Tuesday, March 12, 2013

Matlab: The Four Subspaces and the Fundamental Theorem of Linear Algebra

Understanding the four fundamental subspaces of a matrix is central to looking at soul of a general matrix. Here is a short essay by Gilbert Strang which outlines them.

It is very easy to write a Matlab or GNU Octave program that demonstrates the different parts of the theorem for a general matrix. Here is one  (fundaspace.m).

It takes as input any matrix, and demonstrates the dimension, bases and orthogonality of the four spaces. When called without any arguments it demonstrates the following example.

octave> fundaspace()


    1    2    3    4
    5    6    7    8
    9   10   11   12

Number of Rows, m = 3
Number of Cols, n = 4

Rank, r = 2


Column Space Basis
    1    2
    5    6
    9   10

Left Null Space Basis

Row Space Basis
   1   5
   2   6
   3   7
   4   8

Null Space Basis
   0.044995  -0.545871
   0.346875   0.761366
  -0.828735   0.114882
   0.436865  -0.330377


dim(ColSpace) + dim(Left NullSpace) = m, (2 + 1 = 3)
dim(RowSpace) + dim(NullSpace) = n, (2 + 2 = 4)


ColSpace' * Left NullSpace


RowSpace' * NullSpace

  -8.3267e-17   5.5511e-16
   2.7756e-17   5.5511e-16

Thursday, March 7, 2013

Molecular Weight Distribution: The generalized exponential distribution

A generalized exponential (GEX) distribution described and plotted in a previous blog post, is often used to empirically approximate a wide variety of distribution. Unlike the lognormal distribution, which has two parameters, the GEX distribution has 3 parameters, which understandably permits greater flexibility.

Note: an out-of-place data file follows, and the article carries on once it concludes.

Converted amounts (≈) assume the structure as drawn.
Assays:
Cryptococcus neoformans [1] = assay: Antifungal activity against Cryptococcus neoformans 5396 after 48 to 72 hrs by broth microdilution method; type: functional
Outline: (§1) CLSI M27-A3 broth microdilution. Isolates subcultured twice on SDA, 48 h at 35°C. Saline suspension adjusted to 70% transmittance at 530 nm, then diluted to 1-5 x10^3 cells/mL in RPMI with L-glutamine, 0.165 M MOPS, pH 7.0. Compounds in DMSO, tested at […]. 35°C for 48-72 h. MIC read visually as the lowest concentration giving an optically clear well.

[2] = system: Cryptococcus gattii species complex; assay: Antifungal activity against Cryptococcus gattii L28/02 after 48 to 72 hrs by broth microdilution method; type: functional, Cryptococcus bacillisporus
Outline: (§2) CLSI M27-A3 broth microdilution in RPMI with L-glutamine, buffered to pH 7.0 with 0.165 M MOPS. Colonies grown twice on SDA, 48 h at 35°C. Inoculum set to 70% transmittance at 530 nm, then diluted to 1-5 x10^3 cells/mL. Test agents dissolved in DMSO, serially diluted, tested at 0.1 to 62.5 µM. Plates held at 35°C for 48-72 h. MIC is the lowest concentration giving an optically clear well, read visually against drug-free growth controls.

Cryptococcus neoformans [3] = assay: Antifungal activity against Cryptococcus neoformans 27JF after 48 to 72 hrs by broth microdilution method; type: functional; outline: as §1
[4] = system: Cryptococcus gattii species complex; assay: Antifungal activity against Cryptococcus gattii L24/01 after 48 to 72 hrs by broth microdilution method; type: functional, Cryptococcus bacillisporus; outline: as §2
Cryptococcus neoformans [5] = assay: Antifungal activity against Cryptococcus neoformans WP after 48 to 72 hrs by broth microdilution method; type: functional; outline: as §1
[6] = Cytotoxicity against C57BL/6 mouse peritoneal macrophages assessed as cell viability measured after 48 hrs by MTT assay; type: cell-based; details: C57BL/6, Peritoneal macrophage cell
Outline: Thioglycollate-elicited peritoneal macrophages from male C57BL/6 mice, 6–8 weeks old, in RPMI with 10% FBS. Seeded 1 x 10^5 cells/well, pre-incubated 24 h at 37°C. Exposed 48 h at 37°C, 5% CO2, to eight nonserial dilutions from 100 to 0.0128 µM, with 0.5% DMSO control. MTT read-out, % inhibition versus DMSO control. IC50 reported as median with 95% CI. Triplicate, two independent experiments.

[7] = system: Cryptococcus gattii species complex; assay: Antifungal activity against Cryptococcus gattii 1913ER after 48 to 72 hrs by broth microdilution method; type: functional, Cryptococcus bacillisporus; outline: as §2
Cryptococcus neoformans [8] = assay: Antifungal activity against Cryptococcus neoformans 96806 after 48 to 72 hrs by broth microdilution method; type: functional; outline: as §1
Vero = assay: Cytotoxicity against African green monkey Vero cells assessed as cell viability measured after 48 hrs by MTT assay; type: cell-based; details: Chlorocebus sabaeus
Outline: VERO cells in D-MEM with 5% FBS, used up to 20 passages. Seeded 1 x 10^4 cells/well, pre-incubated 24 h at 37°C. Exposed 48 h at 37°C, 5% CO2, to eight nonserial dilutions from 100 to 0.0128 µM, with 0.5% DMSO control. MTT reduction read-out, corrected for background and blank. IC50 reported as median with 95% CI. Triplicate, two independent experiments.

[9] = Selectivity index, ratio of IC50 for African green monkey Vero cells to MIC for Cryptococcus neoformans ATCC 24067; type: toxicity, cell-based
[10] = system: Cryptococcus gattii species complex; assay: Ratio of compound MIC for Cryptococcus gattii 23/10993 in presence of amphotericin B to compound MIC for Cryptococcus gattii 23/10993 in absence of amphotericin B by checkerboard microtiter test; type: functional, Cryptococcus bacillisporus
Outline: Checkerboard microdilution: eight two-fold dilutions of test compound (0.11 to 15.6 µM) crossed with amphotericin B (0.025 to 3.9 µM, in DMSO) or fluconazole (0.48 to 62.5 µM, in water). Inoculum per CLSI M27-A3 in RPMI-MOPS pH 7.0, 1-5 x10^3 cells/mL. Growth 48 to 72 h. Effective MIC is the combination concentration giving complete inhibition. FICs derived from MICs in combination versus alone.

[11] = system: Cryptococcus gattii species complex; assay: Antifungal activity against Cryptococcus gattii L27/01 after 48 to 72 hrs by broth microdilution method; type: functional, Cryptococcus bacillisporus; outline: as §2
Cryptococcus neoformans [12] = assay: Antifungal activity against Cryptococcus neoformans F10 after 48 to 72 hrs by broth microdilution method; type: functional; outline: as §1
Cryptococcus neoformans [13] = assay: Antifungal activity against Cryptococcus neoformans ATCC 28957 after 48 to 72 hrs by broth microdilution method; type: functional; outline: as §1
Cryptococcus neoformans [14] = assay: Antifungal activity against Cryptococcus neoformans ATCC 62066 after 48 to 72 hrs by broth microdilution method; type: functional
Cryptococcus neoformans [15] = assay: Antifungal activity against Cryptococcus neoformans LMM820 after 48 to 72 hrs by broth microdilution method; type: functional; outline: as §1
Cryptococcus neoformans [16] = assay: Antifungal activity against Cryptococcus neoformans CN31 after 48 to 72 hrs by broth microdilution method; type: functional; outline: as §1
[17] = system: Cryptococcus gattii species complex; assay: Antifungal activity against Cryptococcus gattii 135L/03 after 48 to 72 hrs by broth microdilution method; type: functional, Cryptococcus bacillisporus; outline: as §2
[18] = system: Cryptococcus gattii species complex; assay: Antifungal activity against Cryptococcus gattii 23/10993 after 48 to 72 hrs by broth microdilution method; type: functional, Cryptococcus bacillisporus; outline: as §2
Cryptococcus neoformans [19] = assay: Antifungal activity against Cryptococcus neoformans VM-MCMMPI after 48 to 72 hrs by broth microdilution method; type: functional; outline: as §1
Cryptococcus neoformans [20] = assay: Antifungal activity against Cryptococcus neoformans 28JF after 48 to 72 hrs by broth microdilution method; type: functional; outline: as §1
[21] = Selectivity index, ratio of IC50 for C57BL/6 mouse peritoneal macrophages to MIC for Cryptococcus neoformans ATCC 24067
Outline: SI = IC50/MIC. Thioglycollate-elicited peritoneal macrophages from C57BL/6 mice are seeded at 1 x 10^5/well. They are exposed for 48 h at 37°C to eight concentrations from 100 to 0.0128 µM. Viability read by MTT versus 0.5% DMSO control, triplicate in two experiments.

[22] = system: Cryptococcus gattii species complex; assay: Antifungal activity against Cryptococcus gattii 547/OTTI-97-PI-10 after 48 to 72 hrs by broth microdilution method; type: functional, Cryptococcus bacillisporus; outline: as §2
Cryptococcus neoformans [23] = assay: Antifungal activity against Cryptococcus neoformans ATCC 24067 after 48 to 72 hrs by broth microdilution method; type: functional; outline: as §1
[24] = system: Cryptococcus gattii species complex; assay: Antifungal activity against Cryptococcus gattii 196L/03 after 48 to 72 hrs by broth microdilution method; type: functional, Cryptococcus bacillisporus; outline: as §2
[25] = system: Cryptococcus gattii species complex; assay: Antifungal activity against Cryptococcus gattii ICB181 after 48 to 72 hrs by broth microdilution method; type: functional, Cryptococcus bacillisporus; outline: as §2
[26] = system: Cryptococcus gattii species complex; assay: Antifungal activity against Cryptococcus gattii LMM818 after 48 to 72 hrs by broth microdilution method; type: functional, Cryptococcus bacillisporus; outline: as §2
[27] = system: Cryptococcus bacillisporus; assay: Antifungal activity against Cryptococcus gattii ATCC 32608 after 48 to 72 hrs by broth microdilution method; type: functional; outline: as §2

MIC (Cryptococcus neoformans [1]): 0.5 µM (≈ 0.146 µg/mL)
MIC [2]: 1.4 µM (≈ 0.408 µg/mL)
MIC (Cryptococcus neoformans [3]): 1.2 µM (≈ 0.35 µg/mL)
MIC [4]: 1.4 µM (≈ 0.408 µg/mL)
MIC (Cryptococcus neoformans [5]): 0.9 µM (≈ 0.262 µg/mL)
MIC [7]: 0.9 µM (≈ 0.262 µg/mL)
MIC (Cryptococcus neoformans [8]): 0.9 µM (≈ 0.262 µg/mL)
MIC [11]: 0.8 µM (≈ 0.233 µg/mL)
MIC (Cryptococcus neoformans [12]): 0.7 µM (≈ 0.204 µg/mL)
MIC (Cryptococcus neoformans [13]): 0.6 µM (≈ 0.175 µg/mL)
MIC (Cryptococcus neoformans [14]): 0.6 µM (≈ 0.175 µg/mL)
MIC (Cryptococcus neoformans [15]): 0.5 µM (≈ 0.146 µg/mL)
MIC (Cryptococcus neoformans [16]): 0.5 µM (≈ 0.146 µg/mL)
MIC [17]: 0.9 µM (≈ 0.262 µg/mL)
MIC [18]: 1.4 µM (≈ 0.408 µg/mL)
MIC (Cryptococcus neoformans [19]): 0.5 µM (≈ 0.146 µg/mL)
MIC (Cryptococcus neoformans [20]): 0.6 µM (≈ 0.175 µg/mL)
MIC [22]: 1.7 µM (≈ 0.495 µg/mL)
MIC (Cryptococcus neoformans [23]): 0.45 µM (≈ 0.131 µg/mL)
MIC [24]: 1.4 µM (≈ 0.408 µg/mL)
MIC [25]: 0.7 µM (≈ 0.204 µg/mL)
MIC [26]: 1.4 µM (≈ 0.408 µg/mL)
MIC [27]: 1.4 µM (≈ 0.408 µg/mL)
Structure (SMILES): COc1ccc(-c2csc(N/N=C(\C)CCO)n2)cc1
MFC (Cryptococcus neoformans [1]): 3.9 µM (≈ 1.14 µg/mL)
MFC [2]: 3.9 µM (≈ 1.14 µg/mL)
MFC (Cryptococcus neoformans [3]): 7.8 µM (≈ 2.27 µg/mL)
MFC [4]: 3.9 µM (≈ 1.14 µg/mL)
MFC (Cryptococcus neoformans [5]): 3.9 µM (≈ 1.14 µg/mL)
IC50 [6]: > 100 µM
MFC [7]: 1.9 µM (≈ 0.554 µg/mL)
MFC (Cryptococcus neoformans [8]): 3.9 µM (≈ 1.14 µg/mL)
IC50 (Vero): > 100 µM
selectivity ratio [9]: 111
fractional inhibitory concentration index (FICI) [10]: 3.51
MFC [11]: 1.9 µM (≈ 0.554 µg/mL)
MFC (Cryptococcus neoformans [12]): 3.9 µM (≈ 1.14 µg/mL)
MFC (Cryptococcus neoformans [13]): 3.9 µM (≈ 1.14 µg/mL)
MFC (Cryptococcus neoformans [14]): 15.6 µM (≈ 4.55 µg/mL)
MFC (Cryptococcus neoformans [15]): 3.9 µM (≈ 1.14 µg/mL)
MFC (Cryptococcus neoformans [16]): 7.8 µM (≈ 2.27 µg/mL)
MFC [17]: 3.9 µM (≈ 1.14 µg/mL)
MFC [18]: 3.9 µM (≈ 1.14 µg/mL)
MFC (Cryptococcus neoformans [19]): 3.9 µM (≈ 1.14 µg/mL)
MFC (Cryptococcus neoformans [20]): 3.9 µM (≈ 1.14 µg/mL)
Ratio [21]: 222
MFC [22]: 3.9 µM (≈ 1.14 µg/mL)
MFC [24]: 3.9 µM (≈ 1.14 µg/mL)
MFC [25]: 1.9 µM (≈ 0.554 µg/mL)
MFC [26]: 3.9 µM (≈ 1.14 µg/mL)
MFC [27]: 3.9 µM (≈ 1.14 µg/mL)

The weight- and number- distributions are given by
\[ W(M) = \frac{m  t^{\frac{k+1}{m}}}{\Gamma \left(\frac{k+1}{m}\right)} M^k e^{-t M^m}\]
\[ N(M) = \frac{m  t^{k/m}}{\Gamma \left(\frac{k}{m}\right)} M^{k-1}e^{-t M^m} \]
The weight- and number-average molecular weights are:

\[M_w =  \int_0^\infty M W(M) dM = t^{-1/m} \frac{\Gamma\left( \frac{2 + k}{m} \right)}{\Gamma\left( \frac{1 + k}{m} \right)}\]
\[M_n =  \int_0^\infty M N(M) dM = t^{-1/m} \frac{\Gamma\left( \frac{1 + k}{m} \right)}{\Gamma\left( \frac{k}{m} \right)} \]

Sunday, March 3, 2013

Seidman on EconTalk

A very interesting/lively conversation between host Russ Roberts and Louis Michael Seidman at EconTalk on why the constitution should be ignored in framing public policy. You can see some of Seidman's views presented in his NYT opinion: "Let's give up on the constitution."

It's amazing how much one can learn from a civil conversation expressing opposing viewpoints on a controversial topic.

Note: Although this podcast has been available for about a month now, I just got around to listening to it last week.

Friday, March 1, 2013

Links: Proof-reading and Copy-editing bloopers

The blog associated with one of my favorite podcasts (Way With Words) has a link to a funny video of actual newspaper headlines that could have used better proof-reading.

Here is a lot more devoted nit-picking (marketing?).